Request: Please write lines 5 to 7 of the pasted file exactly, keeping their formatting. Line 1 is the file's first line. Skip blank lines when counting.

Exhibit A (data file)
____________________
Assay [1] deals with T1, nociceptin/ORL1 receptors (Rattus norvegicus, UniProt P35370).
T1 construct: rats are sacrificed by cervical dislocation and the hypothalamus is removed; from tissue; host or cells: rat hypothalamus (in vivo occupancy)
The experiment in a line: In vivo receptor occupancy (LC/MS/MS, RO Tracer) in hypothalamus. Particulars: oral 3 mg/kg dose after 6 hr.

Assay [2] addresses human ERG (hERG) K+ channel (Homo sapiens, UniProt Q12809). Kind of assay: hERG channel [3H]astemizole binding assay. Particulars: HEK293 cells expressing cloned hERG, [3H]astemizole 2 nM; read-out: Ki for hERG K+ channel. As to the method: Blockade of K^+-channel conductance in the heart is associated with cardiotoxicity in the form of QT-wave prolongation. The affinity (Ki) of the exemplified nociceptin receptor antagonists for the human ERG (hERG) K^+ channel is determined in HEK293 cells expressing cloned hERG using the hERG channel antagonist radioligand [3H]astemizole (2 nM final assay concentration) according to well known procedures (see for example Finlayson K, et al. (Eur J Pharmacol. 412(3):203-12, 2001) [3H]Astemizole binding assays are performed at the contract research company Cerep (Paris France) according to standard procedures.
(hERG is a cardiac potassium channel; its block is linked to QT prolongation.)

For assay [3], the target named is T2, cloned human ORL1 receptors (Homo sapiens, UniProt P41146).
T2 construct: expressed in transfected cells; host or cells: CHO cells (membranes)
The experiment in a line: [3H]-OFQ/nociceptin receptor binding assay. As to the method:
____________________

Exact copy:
(hERG is a cardiac potassium channel; its block is linked to QT prolongation.)

For assay [3], the target named is T2, cloned human ORL1 receptors (Homo sapiens, UniProt P41146).
T2 construct: expressed in transfected cells; host or cells: CHO cells (membranes)